Other constructions can be used to join a sequence encoding a transmembrane serine protease polypeptide to a nucleotide sequence encoding a polypeptide domain that will facilitate purification of soluble proteins. Such purification facilitating domains include, but are not limited to, metal chelating peptides such as histidine-tryptophan modules that allow purification on immobilized metals, protein A domains that allow purification on immobilized immunoglobulin, and the domain utilized in the FLAGS extension/affinity purification system (Immunex Corp., Seattle, Wash.). The inclusion of cleavable linker sequences such as those specific for Factor Xa or enterokinase (Invitrogen, San Diego, Calif.) between the purification domain and the transmembrane serine protease polypeptide can be used to facilitate purification. One such expression vector provides for expression of a fusion protein containing a transmembrane serine protease polypeptide and 6 histidine residues preceding a thioredoxin or an enterokinase cleavage site. The histidine residues facilitate purification on IMAC (immobilized metal ion affinity chromatography as described in Porath et al., Prot. Exp. Purif. 3, 263-281, 1992), while the enterokinase cleavage site provides a means for purifying the transmembrane serine protease polypeptide from the fusion protein. Vectors which contain fusion proteins are disclosed in Kroll et al., DNA Cell Biol. 12, 441-453, 1993).

Chemical Synthesis

Sequences encoding a transmembrane serine protease polypeptide can be synthesized, in whole or in part, using chemical methods well known in the art (see Caruthers et al., Nucl. Acids Res. Symp. Ser. 215-223, 1980; Horn et al. Nucl. Acids Res. Symp. Ser. 225-232, 1980). Alternatively, a transmembrane serine protease polypeptide itself can be produced using chemical methods to synthesize its amino acid sequence. For example, transmembrane serine protease polypeptides can be produced by direct peptide synthesis using solid-phase techniques (Merrifield, J. Am. Chem. Soc. 85, 2149-2154, 1963; Roberge et al., Science 269, 202-204, 1995). Protein synthesis can be performed using manual techniques or by automation. Automated synthesis can be achieved, for example, using Applied Biosystems 431A Peptide Synthesizer (Perkin Elmer). Various fragments of transmembrane serine protease polypeptides can be separately synthesized and combined using chemical methods to produce a full-length molecule.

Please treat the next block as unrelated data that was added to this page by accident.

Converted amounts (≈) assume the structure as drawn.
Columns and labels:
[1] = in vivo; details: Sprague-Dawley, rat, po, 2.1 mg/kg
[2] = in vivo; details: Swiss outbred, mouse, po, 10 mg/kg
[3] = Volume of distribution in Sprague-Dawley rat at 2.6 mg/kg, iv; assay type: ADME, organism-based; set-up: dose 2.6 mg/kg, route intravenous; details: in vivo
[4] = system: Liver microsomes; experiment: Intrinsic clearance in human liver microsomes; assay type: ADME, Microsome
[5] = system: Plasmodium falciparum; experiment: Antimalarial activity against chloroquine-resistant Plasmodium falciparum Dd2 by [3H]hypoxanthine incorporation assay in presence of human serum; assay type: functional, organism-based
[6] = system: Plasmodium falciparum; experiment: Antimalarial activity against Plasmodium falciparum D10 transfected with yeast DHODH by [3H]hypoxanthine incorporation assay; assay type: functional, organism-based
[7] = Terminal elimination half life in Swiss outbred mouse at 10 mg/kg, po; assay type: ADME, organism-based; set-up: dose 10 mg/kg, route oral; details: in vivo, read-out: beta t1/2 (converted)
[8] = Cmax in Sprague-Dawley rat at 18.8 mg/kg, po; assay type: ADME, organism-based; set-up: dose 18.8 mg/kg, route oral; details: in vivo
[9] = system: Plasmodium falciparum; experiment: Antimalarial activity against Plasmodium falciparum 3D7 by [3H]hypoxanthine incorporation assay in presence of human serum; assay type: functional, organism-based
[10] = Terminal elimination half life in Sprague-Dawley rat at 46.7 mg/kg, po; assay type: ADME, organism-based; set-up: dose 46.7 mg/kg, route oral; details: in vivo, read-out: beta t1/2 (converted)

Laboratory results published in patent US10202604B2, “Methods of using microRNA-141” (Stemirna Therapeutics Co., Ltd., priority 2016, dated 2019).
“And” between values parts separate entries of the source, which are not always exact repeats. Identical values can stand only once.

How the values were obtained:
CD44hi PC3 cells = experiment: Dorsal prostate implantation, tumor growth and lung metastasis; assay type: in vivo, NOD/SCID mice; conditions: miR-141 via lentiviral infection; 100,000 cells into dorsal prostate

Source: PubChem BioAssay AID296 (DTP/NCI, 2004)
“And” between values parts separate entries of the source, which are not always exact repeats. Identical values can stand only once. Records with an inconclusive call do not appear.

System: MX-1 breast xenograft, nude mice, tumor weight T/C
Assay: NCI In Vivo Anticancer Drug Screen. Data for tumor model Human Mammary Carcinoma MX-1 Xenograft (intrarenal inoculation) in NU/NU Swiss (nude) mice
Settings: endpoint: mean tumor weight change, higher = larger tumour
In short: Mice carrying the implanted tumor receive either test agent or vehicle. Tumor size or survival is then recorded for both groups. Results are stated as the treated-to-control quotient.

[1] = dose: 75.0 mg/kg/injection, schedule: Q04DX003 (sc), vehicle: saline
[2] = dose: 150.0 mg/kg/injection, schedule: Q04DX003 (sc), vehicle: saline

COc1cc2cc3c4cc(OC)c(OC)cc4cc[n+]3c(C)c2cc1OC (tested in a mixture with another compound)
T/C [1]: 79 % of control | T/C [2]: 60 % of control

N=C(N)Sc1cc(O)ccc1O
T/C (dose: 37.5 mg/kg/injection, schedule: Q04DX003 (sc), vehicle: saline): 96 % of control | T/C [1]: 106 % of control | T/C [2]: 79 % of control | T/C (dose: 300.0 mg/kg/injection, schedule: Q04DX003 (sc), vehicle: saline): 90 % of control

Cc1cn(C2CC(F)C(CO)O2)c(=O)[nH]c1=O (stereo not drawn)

The newly synthesized peptide can be substantially purified by preparative high performance liquid chromatography (e.g., Creighton, PROTEINS: STRUCTURES AND MOLECULAR PRINCIPLES, WH Freeman and Co., New York, N.Y., 1983). The composition of a synthetic transmembrane serine protease polypeptide can be confirmed by amino acid analysis or sequencing (e.g., the Edman degradation procedure; see Creighton, supra). Additionally, any portion of the amino acid sequence of the transmembrane serine protease polypeptide can be altered during direct synthesis and/or combined using chemical methods with sequences from other proteins to produce a variant polypeptide or a fusion protein.

Production of Altered Polypeptides

As will be understood by those of skill in the art, it may be advantageous to produce transmembrane serine protease polypeptide-encoding nucleotide sequences possessing non-naturally occurring codons. For example, codons preferred by a particular prokaryotic or eukaryotic host can be selected to increase the rate of protein expression or to produce an RNA transcript having desirable properties, such as a half-life that is longer than that of a transcript generated from the naturally occurring sequence.

The nucleotide sequences disclosed herein can be engineered using methods generally known in the art to alter transmembrane serine protease polypeptide-encoding sequences for a variety of reasons, including modification of the cloning, processing, and/or expression of the gene product. DNA shuffling by random fragmentation and PCR reassembly of gene fragments and synthetic oligonucleotides can be used to engineer the nucleotide sequences. For example, site-directed mutagenesis can be used to insert new restriction sites, alter glycosylation patterns, change codon preference, produce splice variants, introduce mutations, and so forth.

Antibodies

Any type of antibody known in the art can be generated to bind specifically to an epitope of a transmembrane serine protease polypeptide. “Antibody” as used herein includes intact immunoglobulin molecules, as well as fragments thereof, such as Fab, F(ab1)2, and Fv, which are capable of binding an epitope of a transmembrane serine protease polypeptide. Typically, at least 6, 8, 10, or 12 contiguous amino acids are required to form an epitope. However, epitopes which involve non-contiguous amino acids may require more, e.g., at least 15, 25, or 50 amino acids.

An antibody which specifically binds to an epitope of a transmembrane serine protease polypeptide can be used therapeutically, as well as in immunochemical assays, including but not limited to Western blots, ELISAs, radioimmunoassays, immunohistochemical assays, immunoprecipitations, or other immunochemical assays known in the art. Various immunoassays can be used to identify antibodies having the desired specificity. Numerous protocols for competitive binding or immunoradiometric assays are well known in the art. Such immunoassays typically involve the measurement of complex formation between an immunogen and an antibody that specifically binds to the immunogen.

Typically, an antibody that specifically binds to a transmembrane serine protease polypeptide provides a detection signal at least 5-, 10-, or 20-fold higher than a detection signal provided with other proteins when used in an immunochemical assay. Preferably, antibodies that specifically bind to transmembrane serine protease polypeptides do not detect other proteins in immunochemical assays and can immunoprecipitate a transmembrane serine protease polypeptide from solution.